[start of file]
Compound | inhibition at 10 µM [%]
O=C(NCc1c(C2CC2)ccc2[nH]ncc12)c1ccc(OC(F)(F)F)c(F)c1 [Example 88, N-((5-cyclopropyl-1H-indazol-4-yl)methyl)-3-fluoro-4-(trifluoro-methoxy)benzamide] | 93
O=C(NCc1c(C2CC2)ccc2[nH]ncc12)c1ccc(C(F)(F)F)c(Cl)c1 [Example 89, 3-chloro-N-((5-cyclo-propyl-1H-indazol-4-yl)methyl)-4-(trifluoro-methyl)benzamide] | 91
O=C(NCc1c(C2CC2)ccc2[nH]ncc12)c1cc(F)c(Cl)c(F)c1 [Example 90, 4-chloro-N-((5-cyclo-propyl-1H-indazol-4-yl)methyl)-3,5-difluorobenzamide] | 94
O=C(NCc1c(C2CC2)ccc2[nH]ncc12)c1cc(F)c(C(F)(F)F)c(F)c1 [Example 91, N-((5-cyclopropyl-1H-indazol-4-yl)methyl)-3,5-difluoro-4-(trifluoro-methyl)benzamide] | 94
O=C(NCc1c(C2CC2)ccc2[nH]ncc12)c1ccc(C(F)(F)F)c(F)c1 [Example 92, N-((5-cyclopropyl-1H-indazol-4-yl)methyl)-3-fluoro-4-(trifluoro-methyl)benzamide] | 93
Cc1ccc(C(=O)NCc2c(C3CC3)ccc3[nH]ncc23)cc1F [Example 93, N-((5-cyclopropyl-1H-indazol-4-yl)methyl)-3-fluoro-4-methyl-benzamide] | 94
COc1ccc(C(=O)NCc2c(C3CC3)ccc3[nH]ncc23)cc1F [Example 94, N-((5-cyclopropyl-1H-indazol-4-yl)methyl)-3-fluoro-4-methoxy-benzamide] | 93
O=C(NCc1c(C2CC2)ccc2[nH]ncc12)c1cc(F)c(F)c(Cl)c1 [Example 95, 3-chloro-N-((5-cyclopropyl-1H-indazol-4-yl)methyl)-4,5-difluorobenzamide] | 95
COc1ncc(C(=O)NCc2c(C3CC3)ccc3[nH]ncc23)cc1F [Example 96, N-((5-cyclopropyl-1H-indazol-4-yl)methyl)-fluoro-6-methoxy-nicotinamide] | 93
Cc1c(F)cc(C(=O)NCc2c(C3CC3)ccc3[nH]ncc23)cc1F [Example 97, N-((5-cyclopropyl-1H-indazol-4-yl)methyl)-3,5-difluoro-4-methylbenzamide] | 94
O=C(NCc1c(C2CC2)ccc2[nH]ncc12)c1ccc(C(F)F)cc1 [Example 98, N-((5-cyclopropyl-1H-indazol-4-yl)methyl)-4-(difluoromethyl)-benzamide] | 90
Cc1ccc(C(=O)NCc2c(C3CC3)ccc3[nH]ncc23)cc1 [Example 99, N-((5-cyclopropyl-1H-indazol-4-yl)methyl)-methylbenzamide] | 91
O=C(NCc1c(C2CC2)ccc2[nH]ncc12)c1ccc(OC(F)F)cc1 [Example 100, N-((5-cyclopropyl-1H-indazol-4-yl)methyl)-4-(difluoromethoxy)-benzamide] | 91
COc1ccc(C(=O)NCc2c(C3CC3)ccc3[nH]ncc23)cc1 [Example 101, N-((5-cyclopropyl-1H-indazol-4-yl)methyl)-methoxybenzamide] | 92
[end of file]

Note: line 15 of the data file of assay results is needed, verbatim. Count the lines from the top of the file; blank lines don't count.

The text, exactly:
COc1ccc(C(=O)NCc2c(C3CC3)ccc3[nH]ncc23)cc1 [Example 101, N-((5-cyclopropyl-1H-indazol-4-yl)methyl)-methoxybenzamide] | 92